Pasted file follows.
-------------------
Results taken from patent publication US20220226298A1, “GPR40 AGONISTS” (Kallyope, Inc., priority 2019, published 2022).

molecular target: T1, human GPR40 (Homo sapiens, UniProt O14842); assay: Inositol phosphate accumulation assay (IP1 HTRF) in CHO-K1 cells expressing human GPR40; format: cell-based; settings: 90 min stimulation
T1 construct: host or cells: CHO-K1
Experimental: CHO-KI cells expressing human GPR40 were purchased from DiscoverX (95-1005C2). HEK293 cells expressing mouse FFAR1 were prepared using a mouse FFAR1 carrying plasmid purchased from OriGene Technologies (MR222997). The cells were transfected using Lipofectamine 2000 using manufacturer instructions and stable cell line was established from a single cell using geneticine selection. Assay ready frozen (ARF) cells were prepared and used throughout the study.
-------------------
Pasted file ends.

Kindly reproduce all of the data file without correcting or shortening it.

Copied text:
Results taken from patent publication US20220226298A1, “GPR40 AGONISTS” (Kallyope, Inc., priority 2019, published 2022).

molecular target: T1, human GPR40 (Homo sapiens, UniProt O14842); assay: Inositol phosphate accumulation assay (IP1 HTRF) in CHO-K1 cells expressing human GPR40; format: cell-based; settings: 90 min stimulation
T1 construct: host or cells: CHO-K1
Experimental: CHO-KI cells expressing human GPR40 were purchased from DiscoverX (95-1005C2). HEK293 cells expressing mouse FFAR1 were prepared using a mouse FFAR1 carrying plasmid purchased from OriGene Technologies (MR222997). The cells were transfected using Lipofectamine 2000 using manufacturer instructions and stable cell line was established from a single cell using geneticine selection. Assay ready frozen (ARF) cells were prepared and used throughout the study.